Consider providing a shallow dish on the ground and raised birdbaths. I like to have these available at multiple heights and depths. Placing shallow water dishes at ground level provides a safe place for toads to enter and exit, while other birdbaths provide drinking water and a bathing place for birds and wildlife. I like to find textured dishes with sloped or stepped sides to make it easier for their safe exit.

You can install rocks in a birdbath or dish to provide a surface with a good grip for birds and pollinators. Doing this can help guide bees and wasps who need to safely approach an edge, where they can drink without slipping in. Butterflies prefer to drink from damp or wet soil so that they can consume essential minerals like sodium, which are lacking in nectar. They will avoid drinking plain ole’ water. You can install a puddling dish in your garden which can be made using stones or gravel to create perches, then add a moist sand or soil mixture.

7. Create Habitat Diversity:

A mix of native flowers, trees, and shrubs in your garden will attract a diverse range of wildlife and pollinators.  Consider ways to create habitat layers. For example, a tree and shrub in a field provide refuge to birds passing through. A tree or shrub near a garden offers a place for birds to take cover when they need to hide from a predator. Richard Darke and Doug Tallamy wrote a wonderful book called The Living Landscape that I really enjoyed, which goes into detail on this topic.

8. Educate and Advocate:

Share your knowledge and passion for wildlife conservation with friends, family, and neighbors. Advocate for wildlife and pollinator-friendly practices in your community. Consider purchasing the Garden for Wildlife signage when you certify your property to increase awareness in your area. I’m on a continual education journey myself, always learning from places like podcasts, Audubon lectures, and webinars.

Benefits of Your Wildlife-Friendly Garden

Supporting pollinators and wildlife in our gardens allows us to make a positive impact while enjoying the beauty of our natural world. Here are a few of the added benefits:

1. Abundant Harvest:

A pollinator-friendly garden increases the yield of fruits and vegetables in your garden by enhancing pollination.

2. Nature's Art Gallery:

Your garden transforms into a vibrant, lively ecosystem, offering aesthetic beauty of both flowers and nature's processes.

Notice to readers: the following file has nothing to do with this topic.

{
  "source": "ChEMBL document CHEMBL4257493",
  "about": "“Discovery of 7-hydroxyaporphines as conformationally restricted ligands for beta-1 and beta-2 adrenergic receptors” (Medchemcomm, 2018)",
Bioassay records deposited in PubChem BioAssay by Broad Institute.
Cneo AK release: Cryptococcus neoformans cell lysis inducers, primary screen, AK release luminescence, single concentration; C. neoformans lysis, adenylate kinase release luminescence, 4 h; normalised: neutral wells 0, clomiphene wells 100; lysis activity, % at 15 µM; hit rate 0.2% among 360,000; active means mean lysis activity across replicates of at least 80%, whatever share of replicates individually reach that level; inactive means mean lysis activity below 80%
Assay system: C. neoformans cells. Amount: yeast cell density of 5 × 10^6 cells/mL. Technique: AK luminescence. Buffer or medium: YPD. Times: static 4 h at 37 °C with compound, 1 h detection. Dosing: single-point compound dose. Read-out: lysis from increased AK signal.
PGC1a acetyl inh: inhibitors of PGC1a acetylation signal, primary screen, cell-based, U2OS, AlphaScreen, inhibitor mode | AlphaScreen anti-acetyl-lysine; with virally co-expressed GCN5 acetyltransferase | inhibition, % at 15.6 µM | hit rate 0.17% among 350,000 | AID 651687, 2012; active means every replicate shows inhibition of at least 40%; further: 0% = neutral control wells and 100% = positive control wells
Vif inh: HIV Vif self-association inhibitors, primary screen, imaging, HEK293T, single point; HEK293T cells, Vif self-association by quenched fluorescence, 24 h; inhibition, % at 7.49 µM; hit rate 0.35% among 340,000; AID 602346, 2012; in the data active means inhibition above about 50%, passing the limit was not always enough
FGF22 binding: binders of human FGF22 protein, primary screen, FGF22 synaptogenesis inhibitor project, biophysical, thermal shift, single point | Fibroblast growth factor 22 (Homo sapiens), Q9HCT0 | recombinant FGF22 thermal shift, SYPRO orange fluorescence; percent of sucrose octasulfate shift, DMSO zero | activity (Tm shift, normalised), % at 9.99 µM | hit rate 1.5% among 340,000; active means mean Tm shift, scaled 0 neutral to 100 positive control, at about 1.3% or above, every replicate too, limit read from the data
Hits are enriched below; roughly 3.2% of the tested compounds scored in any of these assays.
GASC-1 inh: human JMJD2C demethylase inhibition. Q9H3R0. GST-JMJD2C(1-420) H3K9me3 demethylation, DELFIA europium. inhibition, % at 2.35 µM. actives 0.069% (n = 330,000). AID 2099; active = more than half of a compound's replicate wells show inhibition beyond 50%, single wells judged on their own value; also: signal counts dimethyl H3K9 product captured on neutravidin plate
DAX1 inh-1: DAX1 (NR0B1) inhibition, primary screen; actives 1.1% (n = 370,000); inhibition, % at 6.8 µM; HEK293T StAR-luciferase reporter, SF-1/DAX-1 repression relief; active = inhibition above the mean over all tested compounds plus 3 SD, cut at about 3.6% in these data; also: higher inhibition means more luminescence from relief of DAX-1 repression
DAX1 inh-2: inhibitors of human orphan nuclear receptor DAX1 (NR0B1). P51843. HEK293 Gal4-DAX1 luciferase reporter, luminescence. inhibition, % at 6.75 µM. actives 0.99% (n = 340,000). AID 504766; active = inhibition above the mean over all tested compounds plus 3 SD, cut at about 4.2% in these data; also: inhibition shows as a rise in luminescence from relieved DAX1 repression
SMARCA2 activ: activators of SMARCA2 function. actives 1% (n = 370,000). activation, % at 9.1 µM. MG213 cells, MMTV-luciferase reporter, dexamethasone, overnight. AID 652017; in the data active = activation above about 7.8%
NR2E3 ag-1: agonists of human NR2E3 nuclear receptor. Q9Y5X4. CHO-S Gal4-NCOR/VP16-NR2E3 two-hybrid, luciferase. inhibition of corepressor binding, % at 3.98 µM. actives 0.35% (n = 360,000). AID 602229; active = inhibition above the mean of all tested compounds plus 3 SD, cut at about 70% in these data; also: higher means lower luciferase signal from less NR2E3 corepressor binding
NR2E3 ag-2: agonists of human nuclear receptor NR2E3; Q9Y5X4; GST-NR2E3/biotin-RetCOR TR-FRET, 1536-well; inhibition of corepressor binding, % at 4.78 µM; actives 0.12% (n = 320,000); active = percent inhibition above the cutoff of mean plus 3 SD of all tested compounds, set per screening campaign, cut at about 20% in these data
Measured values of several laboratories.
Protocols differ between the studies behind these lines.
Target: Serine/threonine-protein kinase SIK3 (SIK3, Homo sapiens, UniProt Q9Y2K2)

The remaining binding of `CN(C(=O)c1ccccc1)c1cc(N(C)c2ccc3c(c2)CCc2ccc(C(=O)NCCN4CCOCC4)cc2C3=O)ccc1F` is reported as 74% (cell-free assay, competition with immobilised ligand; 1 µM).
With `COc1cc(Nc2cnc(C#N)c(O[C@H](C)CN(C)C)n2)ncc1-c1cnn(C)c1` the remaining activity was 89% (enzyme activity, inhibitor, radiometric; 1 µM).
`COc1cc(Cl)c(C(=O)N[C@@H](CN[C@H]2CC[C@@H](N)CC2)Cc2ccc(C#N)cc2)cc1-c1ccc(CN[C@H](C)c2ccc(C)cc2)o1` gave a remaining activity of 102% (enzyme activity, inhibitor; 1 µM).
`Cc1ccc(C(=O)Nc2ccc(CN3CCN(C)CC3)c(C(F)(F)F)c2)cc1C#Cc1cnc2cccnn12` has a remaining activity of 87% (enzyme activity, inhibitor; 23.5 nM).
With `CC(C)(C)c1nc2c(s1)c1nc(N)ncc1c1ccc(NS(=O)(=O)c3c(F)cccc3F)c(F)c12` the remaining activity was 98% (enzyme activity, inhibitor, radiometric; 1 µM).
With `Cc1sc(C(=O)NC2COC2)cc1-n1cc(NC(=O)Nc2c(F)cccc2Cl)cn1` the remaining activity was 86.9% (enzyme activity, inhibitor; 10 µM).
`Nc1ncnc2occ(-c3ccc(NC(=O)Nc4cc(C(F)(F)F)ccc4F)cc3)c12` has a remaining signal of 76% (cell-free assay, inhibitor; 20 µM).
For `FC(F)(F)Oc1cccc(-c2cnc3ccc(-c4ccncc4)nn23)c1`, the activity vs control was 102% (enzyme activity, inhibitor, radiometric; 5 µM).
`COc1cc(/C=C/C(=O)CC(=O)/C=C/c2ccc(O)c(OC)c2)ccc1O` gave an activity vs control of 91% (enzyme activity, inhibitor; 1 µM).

3. Soundscaping:

There’s nothing quite like the sounds of birdsong and the chorus of insects you’ll hear in a thriving habitat. The soundtracks of nature are truly the best.

4. Teaching Moments:

Involve kids and adults in your wildlife conservation efforts, creating wonderful learning opportunities for all.

5. Showcase Property:

An established pollinator garden and landscape can increase your property's value, attracting potential buyers or renters.

6. Environmental Stewardship:

By supporting pollinators and wildlife, you contribute to the larger collective effort of preserving our natural world.

Final Thoughts

Bumblebee on echinacea pink flower and yellow flowers in background in wildlife habitat

The National Wildlife Federation's Garden for Wildlife certification program offers an inspiring and practical way to make a positive impact on the environment, right in our backyards and communities. By embracing this program, we’ll help these vital creatures of our planet, contribute to global sustainability initiatives, and add more beautiful life experiences to our days. It’s those little moments where we slow down and observe nature that can have such a great impact on our wellbeing and daily life.

Ready to get involved? When you join the Garden for Wildlife program, you’ll watch your garden evolve into a lively haven for pollinators and wildlife. To access the National Wildlife Federation's Garden for Wildlife certification checklist visit here. If you're interested in certifying your garden go to NWF's certification page. Your efforts will create ripples of positive change in the world, where collectively we can have widespread impact. Let’s celebrate the incredible biodiversity that surrounds us, and nurture our planet, garden by garden!

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Beth Manteuffel

Beth Manteuffel is a sustainability and health enthusiast sharing knowledge from her professional work and personal life experiences.